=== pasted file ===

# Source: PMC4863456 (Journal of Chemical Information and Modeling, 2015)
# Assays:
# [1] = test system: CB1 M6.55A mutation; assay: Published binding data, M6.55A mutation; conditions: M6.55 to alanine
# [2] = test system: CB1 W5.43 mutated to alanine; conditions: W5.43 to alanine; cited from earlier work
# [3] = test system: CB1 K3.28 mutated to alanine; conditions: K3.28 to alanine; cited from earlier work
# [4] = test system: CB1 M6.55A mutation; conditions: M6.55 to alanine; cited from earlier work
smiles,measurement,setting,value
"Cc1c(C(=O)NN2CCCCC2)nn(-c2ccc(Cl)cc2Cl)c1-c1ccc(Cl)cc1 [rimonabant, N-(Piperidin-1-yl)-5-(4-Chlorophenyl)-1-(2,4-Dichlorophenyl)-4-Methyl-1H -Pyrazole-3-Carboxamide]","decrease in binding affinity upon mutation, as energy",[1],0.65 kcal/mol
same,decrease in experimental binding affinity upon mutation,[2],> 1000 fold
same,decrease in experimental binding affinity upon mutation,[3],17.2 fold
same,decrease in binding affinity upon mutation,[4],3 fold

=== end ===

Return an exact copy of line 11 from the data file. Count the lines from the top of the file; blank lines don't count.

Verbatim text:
same,decrease in binding affinity upon mutation,[4],3 fold